- Crossley NA, Constante M, McGuire P, et al. Efficacy of atypical v. typical antipsychotics in the treatment of early psychosis: meta-analysis. Br J Psychiatry 2010;196:434–9. [PubMed].
- Maayan L, Correll CU. Weight gain and metabolic risks associated with antipsychotic medications in children and adolescents. J Child Adolesc Psychopharmacol 2011;21:517–35. [PubMed].
- Lemmon ME, Gregas M, Jeste SS. Risperidone use in autism spectrum disorders: a retrospective review of a clinic-referred patient population. J Child Neurol 2011;26:428–32. [PubMed].
- Sharma A, Shaw SR. Efficacy of risperidone in managing maladaptive behaviors for children with autistic spectrum disorder: a meta-analysis. J Pediatr Health Care 2012;26:291–9. [PubMed].
- Arango C, Parellada M, Moreno DM. Clinical effectiveness of new generation antipsychotics in adolescent patients. Eur Neuropsychopharmacol 2004;14[Suppl 4]:S471–9. [PubMed].
- International Diabetes Federation. IDF worldwide definition of the metabolic syndrome. 2005. (accessed 5 September 2014).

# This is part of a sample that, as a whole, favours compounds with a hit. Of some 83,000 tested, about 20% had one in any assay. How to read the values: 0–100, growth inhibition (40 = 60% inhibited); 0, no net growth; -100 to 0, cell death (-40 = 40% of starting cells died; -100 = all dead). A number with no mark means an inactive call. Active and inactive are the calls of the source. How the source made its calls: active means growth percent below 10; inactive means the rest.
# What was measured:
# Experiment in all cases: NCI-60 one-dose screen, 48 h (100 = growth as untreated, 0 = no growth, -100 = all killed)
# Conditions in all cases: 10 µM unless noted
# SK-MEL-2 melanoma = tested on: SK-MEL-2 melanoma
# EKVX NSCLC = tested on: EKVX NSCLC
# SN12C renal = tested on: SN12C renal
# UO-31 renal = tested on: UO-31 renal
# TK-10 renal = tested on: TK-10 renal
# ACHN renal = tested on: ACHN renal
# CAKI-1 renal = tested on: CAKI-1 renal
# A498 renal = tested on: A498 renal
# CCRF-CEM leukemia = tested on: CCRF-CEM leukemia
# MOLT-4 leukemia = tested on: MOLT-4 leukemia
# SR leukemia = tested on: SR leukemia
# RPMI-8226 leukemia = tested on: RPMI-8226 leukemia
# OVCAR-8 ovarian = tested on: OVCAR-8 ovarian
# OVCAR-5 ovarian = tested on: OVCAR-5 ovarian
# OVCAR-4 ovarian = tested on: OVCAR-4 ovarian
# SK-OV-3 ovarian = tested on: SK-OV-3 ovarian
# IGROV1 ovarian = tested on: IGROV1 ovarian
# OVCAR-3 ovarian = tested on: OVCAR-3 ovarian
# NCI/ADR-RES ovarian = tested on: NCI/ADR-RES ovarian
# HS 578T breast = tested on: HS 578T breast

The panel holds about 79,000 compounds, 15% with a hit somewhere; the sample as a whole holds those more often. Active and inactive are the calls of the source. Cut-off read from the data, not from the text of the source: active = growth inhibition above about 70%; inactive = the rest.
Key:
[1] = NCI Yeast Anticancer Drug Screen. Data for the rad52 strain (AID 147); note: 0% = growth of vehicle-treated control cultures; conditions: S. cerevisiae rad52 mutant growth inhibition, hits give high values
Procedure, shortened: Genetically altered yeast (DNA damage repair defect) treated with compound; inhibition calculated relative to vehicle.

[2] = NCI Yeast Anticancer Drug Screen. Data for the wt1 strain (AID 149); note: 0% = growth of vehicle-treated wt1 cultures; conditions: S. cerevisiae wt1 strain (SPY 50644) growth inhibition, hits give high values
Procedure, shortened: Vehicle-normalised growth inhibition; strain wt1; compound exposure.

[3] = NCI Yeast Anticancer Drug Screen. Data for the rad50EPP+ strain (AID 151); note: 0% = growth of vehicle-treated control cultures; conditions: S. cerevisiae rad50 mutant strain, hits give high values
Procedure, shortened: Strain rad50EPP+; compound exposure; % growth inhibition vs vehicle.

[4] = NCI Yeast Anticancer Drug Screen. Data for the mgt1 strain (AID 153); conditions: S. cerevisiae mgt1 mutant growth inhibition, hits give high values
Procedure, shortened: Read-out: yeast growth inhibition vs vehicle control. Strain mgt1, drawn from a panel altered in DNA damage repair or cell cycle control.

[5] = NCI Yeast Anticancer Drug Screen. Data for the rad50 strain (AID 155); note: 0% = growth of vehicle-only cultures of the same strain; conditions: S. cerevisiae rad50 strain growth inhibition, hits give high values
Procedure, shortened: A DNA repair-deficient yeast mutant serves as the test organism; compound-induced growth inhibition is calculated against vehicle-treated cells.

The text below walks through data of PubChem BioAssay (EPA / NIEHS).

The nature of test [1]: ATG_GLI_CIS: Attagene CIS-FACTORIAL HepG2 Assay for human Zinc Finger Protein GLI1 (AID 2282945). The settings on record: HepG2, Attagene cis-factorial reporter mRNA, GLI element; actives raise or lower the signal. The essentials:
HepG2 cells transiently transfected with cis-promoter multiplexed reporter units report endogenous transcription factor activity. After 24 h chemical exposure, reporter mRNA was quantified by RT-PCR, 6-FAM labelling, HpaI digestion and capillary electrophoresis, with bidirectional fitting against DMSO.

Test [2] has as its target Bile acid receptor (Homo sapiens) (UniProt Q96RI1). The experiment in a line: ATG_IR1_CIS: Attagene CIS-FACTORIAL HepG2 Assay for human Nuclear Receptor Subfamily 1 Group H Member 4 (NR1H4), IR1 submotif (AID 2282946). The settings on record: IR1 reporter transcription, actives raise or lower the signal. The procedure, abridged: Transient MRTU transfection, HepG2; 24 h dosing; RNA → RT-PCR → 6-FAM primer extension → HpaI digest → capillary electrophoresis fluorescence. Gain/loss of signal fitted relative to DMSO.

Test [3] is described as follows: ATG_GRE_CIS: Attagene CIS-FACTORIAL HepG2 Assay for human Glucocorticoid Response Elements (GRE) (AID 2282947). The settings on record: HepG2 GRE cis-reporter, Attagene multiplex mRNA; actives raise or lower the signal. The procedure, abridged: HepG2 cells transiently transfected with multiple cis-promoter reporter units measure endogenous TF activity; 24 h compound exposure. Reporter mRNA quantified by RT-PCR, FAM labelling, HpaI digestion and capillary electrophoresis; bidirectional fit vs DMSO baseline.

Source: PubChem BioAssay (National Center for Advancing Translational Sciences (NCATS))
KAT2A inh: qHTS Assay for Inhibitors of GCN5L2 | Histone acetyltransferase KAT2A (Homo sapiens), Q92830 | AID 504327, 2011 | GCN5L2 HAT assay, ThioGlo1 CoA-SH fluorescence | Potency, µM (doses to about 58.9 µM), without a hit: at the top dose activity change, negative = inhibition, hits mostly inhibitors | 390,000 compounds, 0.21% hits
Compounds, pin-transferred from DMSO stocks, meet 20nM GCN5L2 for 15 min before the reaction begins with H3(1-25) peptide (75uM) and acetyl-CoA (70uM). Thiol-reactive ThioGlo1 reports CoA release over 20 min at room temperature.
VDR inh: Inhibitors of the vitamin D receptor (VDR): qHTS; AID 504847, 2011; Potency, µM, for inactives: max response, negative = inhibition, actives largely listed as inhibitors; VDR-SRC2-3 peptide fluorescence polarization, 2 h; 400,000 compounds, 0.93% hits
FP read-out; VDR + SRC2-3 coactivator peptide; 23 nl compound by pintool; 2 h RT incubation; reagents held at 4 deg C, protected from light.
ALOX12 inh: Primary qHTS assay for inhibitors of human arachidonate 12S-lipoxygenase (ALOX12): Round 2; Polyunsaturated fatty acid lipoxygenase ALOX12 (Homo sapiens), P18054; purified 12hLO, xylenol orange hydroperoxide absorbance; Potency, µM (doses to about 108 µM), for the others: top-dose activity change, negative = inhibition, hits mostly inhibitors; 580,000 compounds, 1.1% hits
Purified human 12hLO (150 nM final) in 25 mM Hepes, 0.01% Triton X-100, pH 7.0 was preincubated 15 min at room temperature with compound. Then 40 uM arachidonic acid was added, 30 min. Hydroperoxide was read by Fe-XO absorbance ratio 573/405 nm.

- Correll CU, Manu P, Olshanskiy V, et al. Cardiometabolic risk of second-generation antipsychotic medications during first-time use in children and adolescents. JAMA 2009;302:1765–73. [PubMed].
- Steinberger J, Moran A, Hong CP, et al. Adiposity in childhood predicts obesity and insulin resistance in young adulthood. J Pediatr 2001;138:469–73. [PubMed].
- Whitaker RC, Wright JA, Pepe MS, et al. Predicting obesity in young adulthood from childhood and parental obesity. N Engl J Med 1997;337:869–73. [PubMed].
- Government of South Australia Women’s and Children’s Health Network. Child Adolescent Mental Health Services (CAMHS) Procedure. Guidelines for Monitoring Adverse Effects in Children and Adolescents Prescribed Antipsychotic Medication. October 2011 (accessed 5 September 2014).
- Correll CU. Antipsychotic use in children and adolescents: minimizing adverse effects to maximize outcomes. J Am Acad Child Adolesc Psychiatry 2008;47:9–20.[PubMed].